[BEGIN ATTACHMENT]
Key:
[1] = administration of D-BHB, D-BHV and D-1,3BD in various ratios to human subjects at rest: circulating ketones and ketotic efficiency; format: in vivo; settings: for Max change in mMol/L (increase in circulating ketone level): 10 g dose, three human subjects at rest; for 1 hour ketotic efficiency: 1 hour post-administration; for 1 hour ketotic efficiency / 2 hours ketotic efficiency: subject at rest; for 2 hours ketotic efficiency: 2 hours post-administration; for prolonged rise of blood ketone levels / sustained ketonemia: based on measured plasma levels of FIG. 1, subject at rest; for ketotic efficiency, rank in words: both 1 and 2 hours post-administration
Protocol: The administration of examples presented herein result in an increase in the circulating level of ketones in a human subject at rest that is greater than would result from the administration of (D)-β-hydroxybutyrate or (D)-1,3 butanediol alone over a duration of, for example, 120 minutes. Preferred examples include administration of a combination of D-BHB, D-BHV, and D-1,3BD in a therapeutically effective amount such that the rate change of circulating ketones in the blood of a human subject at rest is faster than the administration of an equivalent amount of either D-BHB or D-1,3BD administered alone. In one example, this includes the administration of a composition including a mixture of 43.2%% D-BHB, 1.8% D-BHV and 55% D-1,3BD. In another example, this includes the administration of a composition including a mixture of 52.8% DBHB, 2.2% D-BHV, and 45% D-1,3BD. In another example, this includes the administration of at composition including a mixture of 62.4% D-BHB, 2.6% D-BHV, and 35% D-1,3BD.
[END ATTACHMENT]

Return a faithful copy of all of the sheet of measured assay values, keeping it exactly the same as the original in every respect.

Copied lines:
Key:
[1] = administration of D-BHB, D-BHV and D-1,3BD in various ratios to human subjects at rest: circulating ketones and ketotic efficiency; format: in vivo; settings: for Max change in mMol/L (increase in circulating ketone level): 10 g dose, three human subjects at rest; for 1 hour ketotic efficiency: 1 hour post-administration; for 1 hour ketotic efficiency / 2 hours ketotic efficiency: subject at rest; for 2 hours ketotic efficiency: 2 hours post-administration; for prolonged rise of blood ketone levels / sustained ketonemia: based on measured plasma levels of FIG. 1, subject at rest; for ketotic efficiency, rank in words: both 1 and 2 hours post-administration
Protocol: The administration of examples presented herein result in an increase in the circulating level of ketones in a human subject at rest that is greater than would result from the administration of (D)-β-hydroxybutyrate or (D)-1,3 butanediol alone over a duration of, for example, 120 minutes. Preferred examples include administration of a combination of D-BHB, D-BHV, and D-1,3BD in a therapeutically effective amount such that the rate change of circulating ketones in the blood of a human subject at rest is faster than the administration of an equivalent amount of either D-BHB or D-1,3BD administered alone. In one example, this includes the administration of a composition including a mixture of 43.2%% D-BHB, 1.8% D-BHV and 55% D-1,3BD. In another example, this includes the administration of a composition including a mixture of 52.8% DBHB, 2.2% D-BHV, and 45% D-1,3BD. In another example, this includes the administration of at composition including a mixture of 62.4% D-BHB, 2.6% D-BHV, and 35% D-1,3BD.